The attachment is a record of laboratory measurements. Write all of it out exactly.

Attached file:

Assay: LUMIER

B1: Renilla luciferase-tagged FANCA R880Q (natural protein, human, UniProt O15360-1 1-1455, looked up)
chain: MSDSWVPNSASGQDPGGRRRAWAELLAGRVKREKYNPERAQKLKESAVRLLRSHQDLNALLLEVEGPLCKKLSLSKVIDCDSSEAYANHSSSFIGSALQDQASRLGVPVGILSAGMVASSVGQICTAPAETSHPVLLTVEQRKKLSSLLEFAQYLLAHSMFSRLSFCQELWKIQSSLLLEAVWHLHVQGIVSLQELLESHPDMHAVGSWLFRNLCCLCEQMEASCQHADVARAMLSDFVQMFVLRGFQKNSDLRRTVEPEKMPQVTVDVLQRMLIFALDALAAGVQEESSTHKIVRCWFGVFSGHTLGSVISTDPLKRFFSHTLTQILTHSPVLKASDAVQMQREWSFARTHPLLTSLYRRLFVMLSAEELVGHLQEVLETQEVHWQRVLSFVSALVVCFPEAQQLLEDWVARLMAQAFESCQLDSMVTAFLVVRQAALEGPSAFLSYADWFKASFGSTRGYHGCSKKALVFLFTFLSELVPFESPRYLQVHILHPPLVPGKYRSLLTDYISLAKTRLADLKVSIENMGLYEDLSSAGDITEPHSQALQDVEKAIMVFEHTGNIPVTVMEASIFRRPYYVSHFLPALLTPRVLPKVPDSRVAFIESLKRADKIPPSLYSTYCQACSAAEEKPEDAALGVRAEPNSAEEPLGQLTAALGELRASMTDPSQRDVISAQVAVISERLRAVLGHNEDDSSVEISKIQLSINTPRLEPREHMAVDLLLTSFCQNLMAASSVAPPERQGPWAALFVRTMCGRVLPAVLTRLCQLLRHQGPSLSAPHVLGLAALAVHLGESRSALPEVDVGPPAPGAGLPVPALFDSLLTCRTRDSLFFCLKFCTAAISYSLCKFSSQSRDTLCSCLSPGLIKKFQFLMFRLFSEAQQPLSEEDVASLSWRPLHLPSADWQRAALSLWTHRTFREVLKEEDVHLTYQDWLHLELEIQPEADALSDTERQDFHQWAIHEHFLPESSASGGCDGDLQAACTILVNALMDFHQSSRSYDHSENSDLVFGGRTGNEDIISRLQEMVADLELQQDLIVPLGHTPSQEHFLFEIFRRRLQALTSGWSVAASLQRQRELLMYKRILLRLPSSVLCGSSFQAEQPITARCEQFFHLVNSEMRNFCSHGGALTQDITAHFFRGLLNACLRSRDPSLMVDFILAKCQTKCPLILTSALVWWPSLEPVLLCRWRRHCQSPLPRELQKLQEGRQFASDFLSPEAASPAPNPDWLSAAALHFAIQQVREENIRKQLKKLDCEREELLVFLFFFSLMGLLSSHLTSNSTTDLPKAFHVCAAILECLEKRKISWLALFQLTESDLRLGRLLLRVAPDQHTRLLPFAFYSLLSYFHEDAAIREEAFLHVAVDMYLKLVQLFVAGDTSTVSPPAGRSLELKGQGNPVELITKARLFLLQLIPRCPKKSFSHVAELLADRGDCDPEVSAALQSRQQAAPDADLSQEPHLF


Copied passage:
Assay: LUMIER

B1: Renilla luciferase-tagged FANCA R880Q (natural protein, human, UniProt O15360-1 1-1455, looked up)
chain: MSDSWVPNSASGQDPGGRRRAWAELLAGRVKREKYNPERAQKLKESAVRLLRSHQDLNALLLEVEGPLCKKLSLSKVIDCDSSEAYANHSSSFIGSALQDQASRLGVPVGILSAGMVASSVGQICTAPAETSHPVLLTVEQRKKLSSLLEFAQYLLAHSMFSRLSFCQELWKIQSSLLLEAVWHLHVQGIVSLQELLESHPDMHAVGSWLFRNLCCLCEQMEASCQHADVARAMLSDFVQMFVLRGFQKNSDLRRTVEPEKMPQVTVDVLQRMLIFALDALAAGVQEESSTHKIVRCWFGVFSGHTLGSVISTDPLKRFFSHTLTQILTHSPVLKASDAVQMQREWSFARTHPLLTSLYRRLFVMLSAEELVGHLQEVLETQEVHWQRVLSFVSALVVCFPEAQQLLEDWVARLMAQAFESCQLDSMVTAFLVVRQAALEGPSAFLSYADWFKASFGSTRGYHGCSKKALVFLFTFLSELVPFESPRYLQVHILHPPLVPGKYRSLLTDYISLAKTRLADLKVSIENMGLYEDLSSAGDITEPHSQALQDVEKAIMVFEHTGNIPVTVMEASIFRRPYYVSHFLPALLTPRVLPKVPDSRVAFIESLKRADKIPPSLYSTYCQACSAAEEKPEDAALGVRAEPNSAEEPLGQLTAALGELRASMTDPSQRDVISAQVAVISERLRAVLGHNEDDSSVEISKIQLSINTPRLEPREHMAVDLLLTSFCQNLMAASSVAPPERQGPWAALFVRTMCGRVLPAVLTRLCQLLRHQGPSLSAPHVLGLAALAVHLGESRSALPEVDVGPPAPGAGLPVPALFDSLLTCRTRDSLFFCLKFCTAAISYSLCKFSSQSRDTLCSCLSPGLIKKFQFLMFRLFSEAQQPLSEEDVASLSWRPLHLPSADWQRAALSLWTHRTFREVLKEEDVHLTYQDWLHLELEIQPEADALSDTERQDFHQWAIHEHFLPESSASGGCDGDLQAACTILVNALMDFHQSSRSYDHSENSDLVFGGRTGNEDIISRLQEMVADLELQQDLIVPLGHTPSQEHFLFEIFRRRLQALTSGWSVAASLQRQRELLMYKRILLRLPSSVLCGSSFQAEQPITARCEQFFHLVNSEMRNFCSHGGALTQDITAHFFRGLLNACLRSRDPSLMVDFILAKCQTKCPLILTSALVWWPSLEPVLLCRWRRHCQSPLPRELQKLQEGRQFASDFLSPEAASPAPNPDWLSAAALHFAIQQVREENIRKQLKKLDCEREELLVFLFFFSLMGLLSSHLTSNSTTDLPKAFHVCAAILECLEKRKISWLALFQLTESDLRLGRLLLRVAPDQHTRLLPFAFYSLLSYFHEDAAIREEAFLHVAVDMYLKLVQLFVAGDTSTVSPPAGRSLELKGQGNPVELITKARLFLLQLIPRCPKKSFSHVAELLADRGDCDPEVSAALQSRQQAAPDADLSQEPHLF